Here’s another great one from Larry Parsley

6b05f71f918cc37785724ffc01c78d55For years I have referred to this well-worn paperback not by its title (“The Elements of Style”) but by the authors’ last names — “Strunk and White.” E.B. White (of New Yorker and children’s lit fame) was a college student at Cornell under English professor William Strunk Jr. White studied his professor’s self published volume, referred to by Strunk as “the little book.” It was, in White’s words, “a forty-three-page summation of the case for cleanliness, accuracy, and brevity in the use of English.” In 1957, White (who had published “Charlotte’s Web” five years earlier), was commissioned to revise the little book. Four editions followed, introducing new generations of writers to Strunk’s starkly stated edicts.

One of his more striking rules is #17 – “Omit needless words.” After all,

“Vigorous writing is concise. A sentence should contain no unnecessary words, a paragraph no unnecessary sentences, for the same reason that a drawing should have no unnecessary lines and a machine no unnecessary parts. This requires not that the writer make all his sentences short, or that he avoid all detail and treat his subjects only in outline, but that every word tell.”

I find it noteworthy how many times the Bible warns us to “omit needless words” — yet not for literary reasons. The world-weary author of Ecclesiastes believes that finite worshipers should let their “words be few.” The author of Proverbs bluntly declares: “Too much talk leads to sin. Be sensible and keep your mouth shut” (Proverbs 10:19 NLT). And Jesus inserts his own stylistic dictums into our prayer lives, warning us against “babbling like pagans” and assuming that excess words guarantee quick answers to our requests (Matthew 6:7). In moments of self-examination, we are left to confess all those unnecessary words we’ve babbled over a lifetime. We mourn those wasted words that inflated pride, fanned gossip, deflected blame, and annoyed Heaven. The words of Jesus, on the other hand, display a marvelous economy — with sentences like “woman, behold your son,” or “I thirst,” or “it is finished.” As we listen to Jesus from the cross, we indeed marvel at how “every word tells.”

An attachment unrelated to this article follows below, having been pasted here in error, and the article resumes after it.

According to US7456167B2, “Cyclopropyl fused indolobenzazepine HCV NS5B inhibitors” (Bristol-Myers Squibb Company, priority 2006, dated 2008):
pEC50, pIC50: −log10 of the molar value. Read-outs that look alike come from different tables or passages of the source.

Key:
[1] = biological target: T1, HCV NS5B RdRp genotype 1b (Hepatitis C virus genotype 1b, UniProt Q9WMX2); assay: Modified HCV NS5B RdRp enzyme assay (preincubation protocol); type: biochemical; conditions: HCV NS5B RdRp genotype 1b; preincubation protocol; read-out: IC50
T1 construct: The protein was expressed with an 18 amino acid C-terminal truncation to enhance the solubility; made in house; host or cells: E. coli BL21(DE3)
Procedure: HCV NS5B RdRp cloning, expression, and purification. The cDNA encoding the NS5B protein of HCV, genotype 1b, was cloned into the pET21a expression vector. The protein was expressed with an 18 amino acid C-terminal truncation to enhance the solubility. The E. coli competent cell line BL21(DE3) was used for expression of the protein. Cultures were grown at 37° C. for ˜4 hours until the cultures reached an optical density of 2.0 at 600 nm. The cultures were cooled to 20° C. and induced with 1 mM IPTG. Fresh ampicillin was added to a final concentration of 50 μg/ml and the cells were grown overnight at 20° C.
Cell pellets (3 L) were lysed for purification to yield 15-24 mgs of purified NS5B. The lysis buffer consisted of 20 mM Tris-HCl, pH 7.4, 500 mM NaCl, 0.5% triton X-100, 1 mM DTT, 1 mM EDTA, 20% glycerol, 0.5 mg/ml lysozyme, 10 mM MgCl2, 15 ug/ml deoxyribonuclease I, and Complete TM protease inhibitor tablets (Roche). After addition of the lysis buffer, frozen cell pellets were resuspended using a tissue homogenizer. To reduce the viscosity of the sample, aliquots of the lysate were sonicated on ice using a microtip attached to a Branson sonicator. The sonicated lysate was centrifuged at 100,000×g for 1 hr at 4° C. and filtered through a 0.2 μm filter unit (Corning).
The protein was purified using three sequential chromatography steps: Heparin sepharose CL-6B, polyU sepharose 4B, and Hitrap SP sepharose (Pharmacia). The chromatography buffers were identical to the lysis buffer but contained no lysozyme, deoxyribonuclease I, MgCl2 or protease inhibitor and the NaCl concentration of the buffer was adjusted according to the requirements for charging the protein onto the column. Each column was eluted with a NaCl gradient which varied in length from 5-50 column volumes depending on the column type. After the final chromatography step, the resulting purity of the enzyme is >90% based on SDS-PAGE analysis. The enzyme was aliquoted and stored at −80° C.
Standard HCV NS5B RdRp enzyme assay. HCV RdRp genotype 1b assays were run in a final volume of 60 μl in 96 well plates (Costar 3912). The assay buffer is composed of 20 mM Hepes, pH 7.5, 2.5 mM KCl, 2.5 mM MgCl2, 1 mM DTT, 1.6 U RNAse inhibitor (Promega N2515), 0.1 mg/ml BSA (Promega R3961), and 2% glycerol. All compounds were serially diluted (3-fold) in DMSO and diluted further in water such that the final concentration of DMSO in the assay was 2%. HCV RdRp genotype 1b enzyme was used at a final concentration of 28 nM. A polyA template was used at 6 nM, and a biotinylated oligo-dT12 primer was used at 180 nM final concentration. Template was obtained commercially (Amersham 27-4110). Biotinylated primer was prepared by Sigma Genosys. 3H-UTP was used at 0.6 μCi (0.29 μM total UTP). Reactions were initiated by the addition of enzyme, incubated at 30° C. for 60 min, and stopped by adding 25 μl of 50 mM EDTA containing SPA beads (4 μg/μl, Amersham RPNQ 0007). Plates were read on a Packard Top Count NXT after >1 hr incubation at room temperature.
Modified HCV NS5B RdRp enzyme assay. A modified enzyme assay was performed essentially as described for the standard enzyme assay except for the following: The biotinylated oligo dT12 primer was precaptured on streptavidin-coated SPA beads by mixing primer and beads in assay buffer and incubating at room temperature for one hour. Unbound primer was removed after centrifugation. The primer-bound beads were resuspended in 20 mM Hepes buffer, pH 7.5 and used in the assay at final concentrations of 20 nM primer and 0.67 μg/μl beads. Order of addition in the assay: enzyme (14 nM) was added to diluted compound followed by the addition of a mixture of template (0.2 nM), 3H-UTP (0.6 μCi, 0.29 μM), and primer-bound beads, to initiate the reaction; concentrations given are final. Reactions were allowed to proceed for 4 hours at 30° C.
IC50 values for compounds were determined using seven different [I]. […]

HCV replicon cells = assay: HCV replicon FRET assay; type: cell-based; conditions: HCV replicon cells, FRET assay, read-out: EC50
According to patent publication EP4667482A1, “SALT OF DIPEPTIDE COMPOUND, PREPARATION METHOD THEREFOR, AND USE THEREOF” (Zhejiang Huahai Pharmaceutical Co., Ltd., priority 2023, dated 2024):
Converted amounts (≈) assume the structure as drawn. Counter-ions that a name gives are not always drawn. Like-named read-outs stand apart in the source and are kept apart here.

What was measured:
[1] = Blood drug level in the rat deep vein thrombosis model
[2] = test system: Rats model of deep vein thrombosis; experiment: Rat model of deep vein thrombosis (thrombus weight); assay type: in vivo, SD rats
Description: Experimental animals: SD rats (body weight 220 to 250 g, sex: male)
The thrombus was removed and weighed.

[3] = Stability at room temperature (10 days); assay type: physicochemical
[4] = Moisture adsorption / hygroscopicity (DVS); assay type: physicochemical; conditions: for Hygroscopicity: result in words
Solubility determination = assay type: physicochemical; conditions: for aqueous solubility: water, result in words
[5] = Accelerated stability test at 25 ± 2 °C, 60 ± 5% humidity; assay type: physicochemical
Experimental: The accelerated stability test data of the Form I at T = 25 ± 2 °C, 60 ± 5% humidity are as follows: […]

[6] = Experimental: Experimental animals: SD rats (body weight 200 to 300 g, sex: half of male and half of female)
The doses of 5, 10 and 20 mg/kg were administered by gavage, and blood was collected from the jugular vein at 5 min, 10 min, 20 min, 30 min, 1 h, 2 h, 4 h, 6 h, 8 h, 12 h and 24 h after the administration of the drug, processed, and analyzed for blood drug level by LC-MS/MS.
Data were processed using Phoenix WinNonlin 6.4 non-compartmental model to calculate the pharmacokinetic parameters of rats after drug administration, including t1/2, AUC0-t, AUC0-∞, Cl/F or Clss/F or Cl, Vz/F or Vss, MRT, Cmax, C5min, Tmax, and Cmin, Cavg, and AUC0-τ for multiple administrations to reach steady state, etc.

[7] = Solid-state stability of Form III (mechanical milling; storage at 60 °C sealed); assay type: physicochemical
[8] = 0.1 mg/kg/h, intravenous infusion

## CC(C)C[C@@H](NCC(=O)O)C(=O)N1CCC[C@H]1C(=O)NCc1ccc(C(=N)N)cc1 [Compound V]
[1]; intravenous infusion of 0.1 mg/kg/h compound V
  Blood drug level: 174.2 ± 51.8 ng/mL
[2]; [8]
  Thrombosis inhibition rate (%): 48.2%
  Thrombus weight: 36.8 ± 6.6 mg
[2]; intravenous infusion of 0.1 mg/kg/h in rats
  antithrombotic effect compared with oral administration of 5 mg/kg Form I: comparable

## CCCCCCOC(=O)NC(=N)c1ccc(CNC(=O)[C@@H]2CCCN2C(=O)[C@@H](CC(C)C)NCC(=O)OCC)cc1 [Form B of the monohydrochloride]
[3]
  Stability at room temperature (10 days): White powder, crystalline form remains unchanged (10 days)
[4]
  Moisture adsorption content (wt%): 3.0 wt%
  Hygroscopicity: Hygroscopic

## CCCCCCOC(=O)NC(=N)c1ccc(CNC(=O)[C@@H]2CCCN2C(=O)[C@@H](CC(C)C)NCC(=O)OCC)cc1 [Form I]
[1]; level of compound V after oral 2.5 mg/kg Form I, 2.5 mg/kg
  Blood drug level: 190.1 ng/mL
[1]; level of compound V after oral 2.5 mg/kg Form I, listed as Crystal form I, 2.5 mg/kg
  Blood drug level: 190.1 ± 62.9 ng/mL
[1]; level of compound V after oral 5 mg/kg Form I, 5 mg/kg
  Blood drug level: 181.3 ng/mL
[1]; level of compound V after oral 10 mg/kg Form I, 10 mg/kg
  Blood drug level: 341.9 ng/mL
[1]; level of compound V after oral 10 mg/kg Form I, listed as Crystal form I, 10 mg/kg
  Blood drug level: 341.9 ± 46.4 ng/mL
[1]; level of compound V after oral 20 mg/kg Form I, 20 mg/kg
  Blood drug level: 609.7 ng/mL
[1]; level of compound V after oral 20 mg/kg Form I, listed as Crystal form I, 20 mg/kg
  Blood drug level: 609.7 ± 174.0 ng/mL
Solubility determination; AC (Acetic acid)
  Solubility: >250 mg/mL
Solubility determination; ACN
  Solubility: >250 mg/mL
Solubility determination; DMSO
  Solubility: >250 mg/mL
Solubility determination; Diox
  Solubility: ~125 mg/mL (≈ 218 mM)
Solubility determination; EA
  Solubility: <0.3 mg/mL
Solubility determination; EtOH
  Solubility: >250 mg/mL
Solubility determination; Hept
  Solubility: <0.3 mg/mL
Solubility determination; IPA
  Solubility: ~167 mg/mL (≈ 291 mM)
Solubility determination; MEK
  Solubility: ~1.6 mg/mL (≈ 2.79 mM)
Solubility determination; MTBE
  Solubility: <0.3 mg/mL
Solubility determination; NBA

In his introduction, White remembers his professor’s disdain for the expression, “the fact that.” Strunk wished that it could be excised from every sentence where it occurs. But even for such a gifted writer as White, omitting those three needless words proved no easy editorial feat.

“I suppose I have written the fact that a thousand times in the heat of composition, revised it out maybe five hundred times in the cool aftermath. To be batting only .500 this late in the season, to fail half the time to connect with this fat pitch, saddens me, for it seems a betrayal of the man who showed me how to swing at it and made the swinging seem worth while.”

I find White’s admission heartening. The writer, like the sinner, feels weight of the law weighing down upon those hyperactive fingers on the keyboard. And “the fact that” White was able to bat .500 shames the rest of us sad, literary benchwarmers. We plead for mercy (even as we plead verbosely).